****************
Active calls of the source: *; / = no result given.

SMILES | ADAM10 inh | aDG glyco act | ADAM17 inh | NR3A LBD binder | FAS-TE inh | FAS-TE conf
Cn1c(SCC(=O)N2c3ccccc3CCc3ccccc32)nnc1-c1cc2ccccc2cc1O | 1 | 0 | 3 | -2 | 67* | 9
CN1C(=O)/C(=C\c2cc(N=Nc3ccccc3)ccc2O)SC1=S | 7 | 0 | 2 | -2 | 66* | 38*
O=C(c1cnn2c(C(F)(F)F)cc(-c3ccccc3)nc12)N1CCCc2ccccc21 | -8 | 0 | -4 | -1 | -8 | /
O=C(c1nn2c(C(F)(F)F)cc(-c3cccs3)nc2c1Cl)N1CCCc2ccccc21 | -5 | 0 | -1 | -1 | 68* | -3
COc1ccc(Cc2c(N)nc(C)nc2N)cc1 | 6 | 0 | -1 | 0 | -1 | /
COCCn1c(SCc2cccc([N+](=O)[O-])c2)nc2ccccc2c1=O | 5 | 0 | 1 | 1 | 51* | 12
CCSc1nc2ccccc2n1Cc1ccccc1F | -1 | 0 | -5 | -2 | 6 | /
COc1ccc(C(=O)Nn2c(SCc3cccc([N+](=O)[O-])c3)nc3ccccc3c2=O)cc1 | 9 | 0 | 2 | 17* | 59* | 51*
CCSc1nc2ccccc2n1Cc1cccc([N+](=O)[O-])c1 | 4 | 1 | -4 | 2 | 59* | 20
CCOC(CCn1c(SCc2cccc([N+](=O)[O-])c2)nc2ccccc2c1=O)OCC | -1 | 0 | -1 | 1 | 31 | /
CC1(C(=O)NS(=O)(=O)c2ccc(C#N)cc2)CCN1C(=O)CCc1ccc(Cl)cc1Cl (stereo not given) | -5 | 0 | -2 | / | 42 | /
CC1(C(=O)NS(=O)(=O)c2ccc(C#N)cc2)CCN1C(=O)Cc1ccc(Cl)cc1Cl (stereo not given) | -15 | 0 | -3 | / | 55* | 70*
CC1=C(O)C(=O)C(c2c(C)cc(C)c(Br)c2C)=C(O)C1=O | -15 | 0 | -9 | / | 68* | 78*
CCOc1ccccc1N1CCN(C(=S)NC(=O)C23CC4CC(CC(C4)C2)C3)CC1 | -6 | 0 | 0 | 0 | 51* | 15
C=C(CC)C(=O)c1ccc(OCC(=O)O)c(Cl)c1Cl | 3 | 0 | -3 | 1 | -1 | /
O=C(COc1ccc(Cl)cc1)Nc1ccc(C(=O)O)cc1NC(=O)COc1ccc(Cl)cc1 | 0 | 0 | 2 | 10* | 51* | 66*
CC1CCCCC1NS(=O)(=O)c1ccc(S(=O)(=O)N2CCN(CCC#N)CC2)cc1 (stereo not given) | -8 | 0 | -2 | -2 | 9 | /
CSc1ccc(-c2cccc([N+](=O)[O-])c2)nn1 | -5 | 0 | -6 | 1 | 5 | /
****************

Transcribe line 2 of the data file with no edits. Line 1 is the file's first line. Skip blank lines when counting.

SMILES | ADAM10 inh | aDG glyco act | ADAM17 inh | NR3A LBD binder | FAS-TE inh | FAS-TE conf